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Handmade jewelry tradition

From father to son: the jewelry workshop of the Patten family

“Ou pou trouv de tamariniers” - You will see two tamarind trees. Those were the landmarks we were looking for. The house was indeed bordered by two arguably high tamarind trees, that weren’t even slightly bothered by the surrounding smoke coming out of vehicles.

We are here to meet Mr. Patten, a retired artisan jeweler. He tells us about his house, that he bought right after the racial fights of 1967. He loved it very much and had made an offer. The Muslim owner however, refused to sell it at the price that Mr. Patten had proposed. A few months later, the rioters set fire to the house. “Linn bizin sove ale” the owner had to flee. So, he sold it.

Mr. Patten has a vivid memory of that period. There were severe tensions in Port-Louis and the jewelry workshop at Etienne Pellereau street had to close for a whole week. It was the only time that his workshop has remained closed for so long. And for us, it was the first time that we were breaking the ice by recalling one of the most taboo moments of our history.

Mr. Patten has worked in a jewelry workshop from the age of 9 to that of 72. For sixty-three years he has been holding his tools, for sixty-three years he has been working with gold and silver, for sixty-three years he has been creating beautiful pieces to adorn the necks, wrists and ears of Mauritian beauties.

When he was a child, Mr. Patten did very well at school. He even received a scholarship - “la petite bourse” in standard six. Unfortunately, when his father passed away, he had to quit school abruptly, and start working to cater for the family. He left the pupil life to start the jeweler life. How does a child who loses a parent at 9 years old, and has to start working to support his family feel? Mr. Patten doesn’t disclose his feelings. He doesn’t seem to be comfortable to talk about this period either, as his mild descriptions paint a picture of the difficulties of the past, “letan lontan”.

Learning the trade the hard way

The Patten family comes from a jewelers’ caste in the state of Tamil Nadu in South India. The name “Patten” originates from “Pather” in Tamil. In Mauritius, they can also be called “Patté”. Like many immigrants, their name might have been misspelled by the officer in charge of registering their arrival as the latter generally wrote what he heard. And, as a matter of fact, officers often misheard names at the time.

In his uncle’s workshop behind the Jummah Mosque in Port-Louis, “travay ti bien dir”. It was a hard work. His “profeser” the master craftsmen, were Indian Tamils.

“Lanwit lizour asiz ar zot”, "They made me work from dusk to dawn".

When the master craftsmen had to carry out complex manipulations, they would send him out of the workshop so that he could not learn the secret techniques that made them so essential.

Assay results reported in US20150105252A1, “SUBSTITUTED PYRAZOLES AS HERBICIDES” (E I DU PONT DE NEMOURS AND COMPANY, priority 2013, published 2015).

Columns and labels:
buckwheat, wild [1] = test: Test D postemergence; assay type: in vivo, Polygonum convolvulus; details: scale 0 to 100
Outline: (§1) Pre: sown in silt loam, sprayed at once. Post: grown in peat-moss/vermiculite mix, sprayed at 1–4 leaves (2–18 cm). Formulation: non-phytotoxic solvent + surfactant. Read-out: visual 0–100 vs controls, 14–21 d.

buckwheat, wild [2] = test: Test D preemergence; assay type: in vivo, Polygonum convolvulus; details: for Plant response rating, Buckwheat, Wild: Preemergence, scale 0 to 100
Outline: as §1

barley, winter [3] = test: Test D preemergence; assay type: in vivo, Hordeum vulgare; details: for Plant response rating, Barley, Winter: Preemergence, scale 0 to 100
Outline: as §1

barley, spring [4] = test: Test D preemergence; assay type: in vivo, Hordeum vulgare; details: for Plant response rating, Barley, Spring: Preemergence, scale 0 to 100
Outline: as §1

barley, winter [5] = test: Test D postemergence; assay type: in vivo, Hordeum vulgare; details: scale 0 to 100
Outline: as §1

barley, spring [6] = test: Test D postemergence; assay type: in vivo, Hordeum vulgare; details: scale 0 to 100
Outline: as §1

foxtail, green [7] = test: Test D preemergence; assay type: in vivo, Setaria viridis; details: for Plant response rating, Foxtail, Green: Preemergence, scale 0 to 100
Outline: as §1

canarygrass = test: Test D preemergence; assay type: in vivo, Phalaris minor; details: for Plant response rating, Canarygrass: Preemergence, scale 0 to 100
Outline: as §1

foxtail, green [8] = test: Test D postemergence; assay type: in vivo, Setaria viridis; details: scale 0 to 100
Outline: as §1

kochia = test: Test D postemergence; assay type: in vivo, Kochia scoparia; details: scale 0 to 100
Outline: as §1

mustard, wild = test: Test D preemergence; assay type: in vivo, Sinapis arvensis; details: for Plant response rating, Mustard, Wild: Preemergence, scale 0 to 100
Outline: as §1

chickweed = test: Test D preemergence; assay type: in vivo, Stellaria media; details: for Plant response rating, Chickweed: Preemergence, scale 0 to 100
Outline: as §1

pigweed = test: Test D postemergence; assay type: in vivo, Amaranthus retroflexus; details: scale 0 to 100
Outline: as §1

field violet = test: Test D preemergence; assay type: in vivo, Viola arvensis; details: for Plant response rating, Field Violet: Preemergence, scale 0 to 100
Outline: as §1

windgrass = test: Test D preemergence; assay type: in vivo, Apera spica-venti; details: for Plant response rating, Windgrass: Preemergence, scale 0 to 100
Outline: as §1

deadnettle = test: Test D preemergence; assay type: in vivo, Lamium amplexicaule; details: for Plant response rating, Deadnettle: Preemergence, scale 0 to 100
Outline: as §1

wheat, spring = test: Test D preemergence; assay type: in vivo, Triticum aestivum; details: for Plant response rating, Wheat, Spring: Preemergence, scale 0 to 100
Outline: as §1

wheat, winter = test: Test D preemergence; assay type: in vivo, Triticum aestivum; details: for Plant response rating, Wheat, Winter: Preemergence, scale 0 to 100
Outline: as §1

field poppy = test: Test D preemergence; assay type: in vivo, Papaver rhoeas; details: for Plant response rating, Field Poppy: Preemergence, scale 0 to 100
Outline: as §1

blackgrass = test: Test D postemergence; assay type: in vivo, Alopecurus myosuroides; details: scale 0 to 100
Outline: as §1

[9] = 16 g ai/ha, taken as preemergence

At night, he ran to his mother’s house for a quick dinner – his only meal of the day. He then went back to the workshop, where he spent each night, sleeping on the floor. At 4 a.m., he was up, sipping his “dite pir”, black tea before starting his daily 3-hour chore: cleaning the workshop and all the tools before the arrival of the artisans. Being an apprentice, he worked for free.

In the workshop that smells of incense, each tool has its own place, and his masters wouldn’t tolerate any misplacement. At the time, he used a “poukni”, or blower, to light the charcoal and melt gold. A gram of gold cost only Rs7 back then. He put in all his energy until the gold melted and flowed like water. Then, he had to roll and crush it manually with a hammer. Much later, he has been able to buy two machines, which were also operated by hand. His son still uses those to undergo the same task.

Later, he earned 25 cents per month for his job as jeweler. As soon as he received his salary, he went to the barber’s, bought soap to wash his clothes and gave the rest to his mother.

He proudly shows us an old Indian book filled with designs that he had to learn. “Ti bizin konn fer tou sa la”. I had to know how to make all these. It is not an easy job. The jeweler needs to be patient, calm and steady.

In the 1970s, after his uncle passed away, it was time for Mr. Patten to stand on his own feet and start his own workshop. He rented a place in Port-Louis and began working for himself. When people used to pass in front of his worhop they would say things like “mofin lor ou” - you are cursed or “soy” (bad luck) because he had settled at the back of an old “lakaz mor sinwa” (or “kit lok” – a funerary room where dead bodies were kept before being buried).

Traditionally, the jewelry business is passed on from father to son. His grand-father was already an artisan jeweler who left India to come and try his luck in Mauritius. Mr Patten’s son has kept the tradition alive, but what will happen when he retires? “Where will all this knowledge and know-how go?” With a lump in his throat, he leaves this question unanswered.